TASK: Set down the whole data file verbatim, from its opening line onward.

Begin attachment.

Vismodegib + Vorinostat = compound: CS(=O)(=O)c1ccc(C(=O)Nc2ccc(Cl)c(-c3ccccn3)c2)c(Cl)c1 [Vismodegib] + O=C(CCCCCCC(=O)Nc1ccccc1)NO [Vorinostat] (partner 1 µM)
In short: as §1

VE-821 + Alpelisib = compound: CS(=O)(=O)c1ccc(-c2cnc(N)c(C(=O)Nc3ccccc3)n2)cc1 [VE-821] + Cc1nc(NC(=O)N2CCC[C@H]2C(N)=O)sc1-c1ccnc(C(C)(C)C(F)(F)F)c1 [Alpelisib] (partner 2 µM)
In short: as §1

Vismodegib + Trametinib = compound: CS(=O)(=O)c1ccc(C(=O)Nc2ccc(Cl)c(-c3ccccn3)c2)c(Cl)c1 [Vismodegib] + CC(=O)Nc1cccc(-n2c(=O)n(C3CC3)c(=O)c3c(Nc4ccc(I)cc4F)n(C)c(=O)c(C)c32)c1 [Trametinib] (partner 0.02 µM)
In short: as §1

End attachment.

Vismodegib + Vorinostat = compound: CS(=O)(=O)c1ccc(C(=O)Nc2ccc(Cl)c(-c3ccccn3)c2)c(Cl)c1 [Vismodegib] + O=C(CCCCCCC(=O)Nc1ccccc1)NO [Vorinostat] (partner 1 µM)
In short: as §1

VE-821 + Alpelisib = compound: CS(=O)(=O)c1ccc(-c2cnc(N)c(C(=O)Nc3ccccc3)n2)cc1 [VE-821] + Cc1nc(NC(=O)N2CCC[C@H]2C(N)=O)sc1-c1ccnc(C(C)(C)C(F)(F)F)c1 [Alpelisib] (partner 2 µM)
In short: as §1

Vismodegib + Trametinib = compound: CS(=O)(=O)c1ccc(C(=O)Nc2ccc(Cl)c(-c3ccccn3)c2)c(Cl)c1 [Vismodegib] + CC(=O)Nc1cccc(-n2c(=O)n(C3CC3)c(=O)c3c(Nc4ccc(I)cc4F)n(C)c(=O)c(C)c32)c1 [Trametinib] (partner 0.02 µM)
In short: as §1